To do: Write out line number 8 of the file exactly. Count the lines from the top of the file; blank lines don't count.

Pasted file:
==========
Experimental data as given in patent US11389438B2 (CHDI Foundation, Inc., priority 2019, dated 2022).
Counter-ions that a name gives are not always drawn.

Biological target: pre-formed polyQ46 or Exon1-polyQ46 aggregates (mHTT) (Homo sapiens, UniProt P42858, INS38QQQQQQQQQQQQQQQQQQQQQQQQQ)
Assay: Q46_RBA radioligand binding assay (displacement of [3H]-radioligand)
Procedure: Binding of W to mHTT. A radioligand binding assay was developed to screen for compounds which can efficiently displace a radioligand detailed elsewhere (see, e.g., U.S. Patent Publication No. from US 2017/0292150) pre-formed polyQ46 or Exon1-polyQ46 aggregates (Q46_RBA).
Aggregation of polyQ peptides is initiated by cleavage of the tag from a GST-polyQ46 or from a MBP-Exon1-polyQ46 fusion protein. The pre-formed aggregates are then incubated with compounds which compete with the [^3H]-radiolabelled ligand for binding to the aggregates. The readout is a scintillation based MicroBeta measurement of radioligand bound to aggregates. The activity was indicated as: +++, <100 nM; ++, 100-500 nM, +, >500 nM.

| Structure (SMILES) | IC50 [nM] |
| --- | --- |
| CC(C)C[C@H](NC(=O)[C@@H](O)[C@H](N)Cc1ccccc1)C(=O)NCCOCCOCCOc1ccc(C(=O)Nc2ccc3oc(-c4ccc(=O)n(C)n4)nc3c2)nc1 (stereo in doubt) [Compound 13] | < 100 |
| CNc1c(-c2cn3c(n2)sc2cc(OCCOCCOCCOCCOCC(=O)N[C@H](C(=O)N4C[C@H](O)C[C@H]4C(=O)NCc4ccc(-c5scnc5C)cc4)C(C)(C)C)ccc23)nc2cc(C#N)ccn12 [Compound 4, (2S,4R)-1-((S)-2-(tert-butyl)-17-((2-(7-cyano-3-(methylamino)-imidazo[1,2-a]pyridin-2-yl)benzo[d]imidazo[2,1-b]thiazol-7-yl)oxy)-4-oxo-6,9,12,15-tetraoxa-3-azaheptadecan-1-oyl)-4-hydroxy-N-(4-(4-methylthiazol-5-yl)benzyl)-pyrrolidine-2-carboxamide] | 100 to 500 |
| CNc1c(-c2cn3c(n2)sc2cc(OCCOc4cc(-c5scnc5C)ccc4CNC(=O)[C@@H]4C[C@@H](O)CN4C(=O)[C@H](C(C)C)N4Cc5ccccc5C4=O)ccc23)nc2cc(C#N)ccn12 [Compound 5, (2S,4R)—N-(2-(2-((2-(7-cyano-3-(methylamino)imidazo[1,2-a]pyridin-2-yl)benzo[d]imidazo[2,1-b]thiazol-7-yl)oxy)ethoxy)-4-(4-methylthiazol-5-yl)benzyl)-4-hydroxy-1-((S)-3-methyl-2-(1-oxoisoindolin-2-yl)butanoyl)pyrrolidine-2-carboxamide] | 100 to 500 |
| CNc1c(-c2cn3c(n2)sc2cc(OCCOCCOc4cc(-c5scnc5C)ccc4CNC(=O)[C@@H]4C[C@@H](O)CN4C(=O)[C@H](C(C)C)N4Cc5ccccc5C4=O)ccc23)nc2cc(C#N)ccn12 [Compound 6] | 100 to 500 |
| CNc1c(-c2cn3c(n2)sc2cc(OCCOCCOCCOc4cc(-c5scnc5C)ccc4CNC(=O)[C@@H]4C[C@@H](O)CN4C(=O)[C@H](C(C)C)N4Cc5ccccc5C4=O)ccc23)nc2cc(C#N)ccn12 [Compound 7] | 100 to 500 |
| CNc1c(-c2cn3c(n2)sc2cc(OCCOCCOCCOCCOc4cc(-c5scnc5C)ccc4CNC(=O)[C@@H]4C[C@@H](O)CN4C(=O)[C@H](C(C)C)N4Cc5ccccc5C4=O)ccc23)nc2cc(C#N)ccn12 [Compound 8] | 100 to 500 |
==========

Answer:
| --- | --- |